- Zach Lowe of Off the Dribble tackles the adjusted plus/minus issue in the NBA: “The Massachusetts Institute of Technology IT Sloan Sports Analytics Conference is regarded as a gathering of like-minded sports dorks pushing basketball statistics away from traditional measures, such as points and assists, and toward more advanced measures, including hockey-style plus/minus. But at this year’s conference in March a debate continued over whether plus/minus is relevant when evaluating individual players in basketball. Some critics contend it might work better in measuring the effectiveness of five-man lineups.”
Photo by Fernando Medina/NBAE via Getty Images
No introduction necessary.
A few days ago, I was able to ask Rock a few questions to preview the 2010 NBA Eastern Conference Semifinals between the Orlando Magic and the Atlanta Hawks.
Do you foresee Jameer Nelson having his way on offense in his matchup with Mike Bibby as he did against Raymond Felton?
I’ll put it this way: [Jameer] Nelson might not stay as hot as he was against Charlotte, but if there’s any defender who can help keep him hot, it’s Mike Bibby. The Hawks switch every screen, and have for years under coach Mike Woodson, which helps hide Bibby’s poor D somewhat. But Nelson likely won’t need any screens to get to where he wants on the floor against Bibby. I expect him to do more driving and less three-point bombing against the Hawks.
Photo by Scott Cunningham/NBAE via Getty Images
Hoopinion is known by many around the blogosphere for the past few years as an excellent site that covers the Atlanta Hawks, authored by Bret LaGree. But what people may not know is that LaGree has produced a playwright before, titled “Guyworld” … talk about writing versatility! In any case, if you’re ever in need an educated take or the latest scoop on the Hawks, Hoopinion is the place to go. LaGree drops knowledge, without a doubt.
A few days ago, I was able to ask LaGree a few questions to preview the 2010 NBA Eastern Conference Semifinals between the Orlando Magic and the Atlanta Hawks.
Some people have stated that the Atlanta Hawks’ performance in the first round revealed more questions than answers, most notably concerning the team’s inconsistency, head coach Mike Woodson’s coaching acumen, etc. Do you agree or disagree with that statement and why?
Perimeter defense, defensive rebounding, predictability in the half-court (both offensively and defensively) which can be exploited down the stretch of close games, an inability to get to the free throw line, and a lack of depth have all been problems for the Hawks for years but little of that has really taken root in the national consciousness. I suspect that it’s rare that the team who averages the fourth-fewest possessions per game in the league is commonly perceived and frequently described as a devastating transition team.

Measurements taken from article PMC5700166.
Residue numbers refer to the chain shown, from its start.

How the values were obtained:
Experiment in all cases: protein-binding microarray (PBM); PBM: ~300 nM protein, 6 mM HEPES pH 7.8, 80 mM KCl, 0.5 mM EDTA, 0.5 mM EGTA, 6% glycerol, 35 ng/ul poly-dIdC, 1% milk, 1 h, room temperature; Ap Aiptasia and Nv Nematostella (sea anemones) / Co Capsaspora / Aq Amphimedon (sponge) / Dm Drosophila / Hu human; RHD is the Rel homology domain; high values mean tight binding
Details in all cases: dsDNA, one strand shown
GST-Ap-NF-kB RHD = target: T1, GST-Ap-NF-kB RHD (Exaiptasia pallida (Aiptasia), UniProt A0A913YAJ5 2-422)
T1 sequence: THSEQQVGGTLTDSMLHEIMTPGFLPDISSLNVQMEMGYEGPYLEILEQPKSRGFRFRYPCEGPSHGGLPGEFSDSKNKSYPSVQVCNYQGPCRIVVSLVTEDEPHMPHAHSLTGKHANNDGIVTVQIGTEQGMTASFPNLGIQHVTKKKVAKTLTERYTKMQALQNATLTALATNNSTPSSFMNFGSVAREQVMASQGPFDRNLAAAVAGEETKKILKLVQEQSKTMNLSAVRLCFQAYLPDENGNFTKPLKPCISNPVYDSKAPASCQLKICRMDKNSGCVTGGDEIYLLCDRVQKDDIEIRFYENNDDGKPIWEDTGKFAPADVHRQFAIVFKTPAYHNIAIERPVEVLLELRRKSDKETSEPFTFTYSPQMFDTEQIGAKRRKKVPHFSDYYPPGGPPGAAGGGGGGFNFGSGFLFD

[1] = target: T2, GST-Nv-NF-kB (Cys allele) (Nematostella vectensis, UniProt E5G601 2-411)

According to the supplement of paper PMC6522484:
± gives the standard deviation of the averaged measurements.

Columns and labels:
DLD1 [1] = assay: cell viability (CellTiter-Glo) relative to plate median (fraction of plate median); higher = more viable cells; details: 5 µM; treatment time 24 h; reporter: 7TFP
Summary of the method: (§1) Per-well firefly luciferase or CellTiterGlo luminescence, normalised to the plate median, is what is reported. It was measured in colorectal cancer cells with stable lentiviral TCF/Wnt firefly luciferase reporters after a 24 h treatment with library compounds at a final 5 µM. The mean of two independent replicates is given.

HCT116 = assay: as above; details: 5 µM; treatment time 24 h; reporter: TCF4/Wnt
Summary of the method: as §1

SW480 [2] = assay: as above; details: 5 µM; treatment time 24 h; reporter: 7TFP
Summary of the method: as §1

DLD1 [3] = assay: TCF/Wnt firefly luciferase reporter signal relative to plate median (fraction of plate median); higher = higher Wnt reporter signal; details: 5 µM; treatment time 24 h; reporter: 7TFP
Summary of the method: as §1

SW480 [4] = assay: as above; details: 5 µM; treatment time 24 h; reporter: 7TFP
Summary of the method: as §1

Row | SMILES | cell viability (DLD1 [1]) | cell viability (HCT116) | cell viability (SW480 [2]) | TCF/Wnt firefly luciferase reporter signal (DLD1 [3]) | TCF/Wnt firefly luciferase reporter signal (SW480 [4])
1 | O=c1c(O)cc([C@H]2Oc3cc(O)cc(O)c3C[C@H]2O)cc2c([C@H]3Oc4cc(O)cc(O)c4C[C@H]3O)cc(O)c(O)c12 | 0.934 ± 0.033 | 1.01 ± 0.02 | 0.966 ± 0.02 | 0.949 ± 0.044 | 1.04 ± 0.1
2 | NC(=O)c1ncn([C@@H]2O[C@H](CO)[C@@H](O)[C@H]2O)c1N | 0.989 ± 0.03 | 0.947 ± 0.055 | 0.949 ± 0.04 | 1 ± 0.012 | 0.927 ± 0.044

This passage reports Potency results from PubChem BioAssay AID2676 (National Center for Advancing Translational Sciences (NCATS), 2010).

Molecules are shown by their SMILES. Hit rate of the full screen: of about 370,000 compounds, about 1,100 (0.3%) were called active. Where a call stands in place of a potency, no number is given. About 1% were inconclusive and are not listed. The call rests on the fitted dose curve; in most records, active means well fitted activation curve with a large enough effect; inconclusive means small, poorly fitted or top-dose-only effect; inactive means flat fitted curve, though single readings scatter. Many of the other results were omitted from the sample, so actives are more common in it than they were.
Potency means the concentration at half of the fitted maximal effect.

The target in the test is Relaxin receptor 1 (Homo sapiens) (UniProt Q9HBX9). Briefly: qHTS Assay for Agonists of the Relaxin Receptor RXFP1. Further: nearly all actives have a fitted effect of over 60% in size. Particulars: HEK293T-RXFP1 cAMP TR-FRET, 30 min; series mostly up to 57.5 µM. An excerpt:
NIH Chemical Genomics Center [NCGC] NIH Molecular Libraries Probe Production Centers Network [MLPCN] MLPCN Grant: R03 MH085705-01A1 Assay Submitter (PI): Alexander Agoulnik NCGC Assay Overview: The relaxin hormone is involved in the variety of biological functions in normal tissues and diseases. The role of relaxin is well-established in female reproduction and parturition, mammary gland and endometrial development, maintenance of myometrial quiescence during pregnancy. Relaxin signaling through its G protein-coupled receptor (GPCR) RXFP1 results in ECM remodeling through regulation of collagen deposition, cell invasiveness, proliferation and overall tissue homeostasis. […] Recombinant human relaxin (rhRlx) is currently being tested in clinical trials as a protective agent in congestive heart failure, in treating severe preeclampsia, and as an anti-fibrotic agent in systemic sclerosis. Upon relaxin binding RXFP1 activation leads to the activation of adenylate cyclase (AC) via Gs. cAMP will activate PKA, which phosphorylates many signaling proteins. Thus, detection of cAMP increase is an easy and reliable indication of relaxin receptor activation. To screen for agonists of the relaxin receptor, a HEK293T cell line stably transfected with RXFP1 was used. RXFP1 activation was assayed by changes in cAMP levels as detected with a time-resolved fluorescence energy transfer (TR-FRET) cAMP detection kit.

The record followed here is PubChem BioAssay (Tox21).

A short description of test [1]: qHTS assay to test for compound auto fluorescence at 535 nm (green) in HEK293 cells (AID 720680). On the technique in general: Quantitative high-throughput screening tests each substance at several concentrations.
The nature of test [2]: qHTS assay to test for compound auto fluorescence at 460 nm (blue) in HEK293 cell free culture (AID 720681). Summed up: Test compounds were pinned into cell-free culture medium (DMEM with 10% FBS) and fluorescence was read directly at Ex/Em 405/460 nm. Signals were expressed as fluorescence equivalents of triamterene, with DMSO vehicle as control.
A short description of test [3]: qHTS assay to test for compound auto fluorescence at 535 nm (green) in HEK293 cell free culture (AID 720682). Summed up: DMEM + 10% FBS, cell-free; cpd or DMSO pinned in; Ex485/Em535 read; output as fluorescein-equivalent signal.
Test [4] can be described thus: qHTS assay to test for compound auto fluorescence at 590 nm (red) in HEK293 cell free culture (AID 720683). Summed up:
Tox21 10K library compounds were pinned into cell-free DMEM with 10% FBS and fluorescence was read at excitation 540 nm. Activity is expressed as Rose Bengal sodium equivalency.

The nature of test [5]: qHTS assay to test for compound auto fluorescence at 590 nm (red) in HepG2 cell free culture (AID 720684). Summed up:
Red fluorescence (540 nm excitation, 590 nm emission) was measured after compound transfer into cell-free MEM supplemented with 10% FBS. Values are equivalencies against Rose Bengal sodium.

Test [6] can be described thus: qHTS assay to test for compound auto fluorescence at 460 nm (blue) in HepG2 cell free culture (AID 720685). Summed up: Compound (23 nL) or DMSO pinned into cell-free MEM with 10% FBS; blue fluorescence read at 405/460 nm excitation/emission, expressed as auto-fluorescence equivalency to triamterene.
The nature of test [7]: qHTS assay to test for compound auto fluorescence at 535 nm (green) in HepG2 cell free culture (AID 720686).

So, yes, making adjustments isn’t Mike Woodson’s strength (nor does his roster give him a lot of options; granted, some of that is his own doing), and, yes, you’d think that by being a former Larry Brown assistant Woodson would be a good defensive coach but the Hawks have never been a good defensive team under him, and, yes, the Hawks look great when they get out and run but they can’t do that consistently because they don’t rebound enough of the misses they force and, when that happens, they become over-reliant on jump shots created within a half-court system that prizes dribbling over ball and player movement. I don’t think anything that was revealed in the Milwaukee series was news to Hawks fans but the some common misconceptions casual or infrequent viewers of the team were dispelled.
- John Denton of OrlandoMagic.com: “The Orlando Magic will be facing yet another Southeast Division rival in the playoffs after the Atlanta Hawks emerged from their first-round series on Sunday. The second-seeded Magic will face the third-seeded Hawks in second-round play beginning Tuesday at 8 p.m. at Amway Arena. The Hawks defeated the Milwaukee Bucks 95-74 on Sunday in a Game 7 for the right to face Orlando. The Magic beat the Charlotte Bobcats 4-0 in the first round for the first four-game sweep in franchise history. By virtue of that sweep and Atlanta being pushed to seven games by the Bucks, the Magic will have had eight days off by Tuesday, while the Hawks will be forced to board a plane to Orlando on Monday afternoon.”
- Tania Ganguli of the Orlando Sentinel notes that there are still tickets available for Games 1 and 2.
- Dwight Howard finished fourth in the MVP voting: “Looks like the Magic’s campaign to get Howard some MVP consideration worked on a few voters at least. Out of 123 possible votes, 122 from the media and one from a collective fan vote, Howard was in the top five of 111 ballots. He received three first-place votes, 27 second-place, 30 third-place, 29 fourth-place and 22 fifth-place votes for a total of 478 points. James won the award in a landslide for the second consecutive year. He received 116 first-place votes, five second-place votes and two third-place votes for 1,205 points.”
- Kelly Dwyer of Ball Don’t Lie questions the Atlanta Hawks: “The biggest question, beyond Atlanta’s consistent inconsistent, remains only partially answered. Will Mike Woodson realize that he has admirable depth on his team? Depth not named “Maurice Evans,” mind you, because Mike loves him some Mo Evans. Beyond Crawford, Atlanta’s bench usually doesn’t get much time to make an impact. But starting in Game 6, Zaza Pachulia came off the bench to make Ersan Ilyasova’s (the Game 5 hero) life a living hell on the glass. Joe Smith can still play, Jeff Teague could at least help in defending in transition or getting teams into sets when Mike Bibby isn’t hitting, and Mario West should be more than a bit player when Marvin Williams isn’t helping.”
- UPDATE: Mickael Pietrus sprained his left ankle during practice and it is unsure if he’ll be able to play on Tuesday.
Via the Orlando Magic:
The National Basketball Association has announced the schedule for the Orlando Magic’s Eastern Conference Semifinals best-of-seven playoff series vs. Atlanta.
Orlando vs. Atlanta Eastern Conference Semifinals Series Schedule
- Game 1 – Tuesday, May 4, 8 p.m., at Orlando (Amway Arena), TNT TV
- Game 2 – Thursday, May 6, 8 p.m., at Orlando (Amway Arena), ESPN TV
- Game 3 – Saturday, May 8, 5 p.m., at Atlanta, ESPN TV
- Game 4 – Monday, May 10, 8 p.m., at Atlanta, TNT TV
- Game 5 – Wednesday, May 12, Time TBD, at Orlando (Amway Arena), TNT TV, if necessary
- Game 6 – Friday, May 14, Time TBD, at Atlanta, ESPN TV, if necessary
- Game 7 – Sunday, May 16, Time TBD, at Orlando (Amway Arena), TV TBD, if necessary
*All Times Eastern
*All games on Magic Radio Network (Flagship: AM 580 WDBO) and in Spanish (AM 1030 WONQ).
*All conference semifinal games are exclusive national telecasts.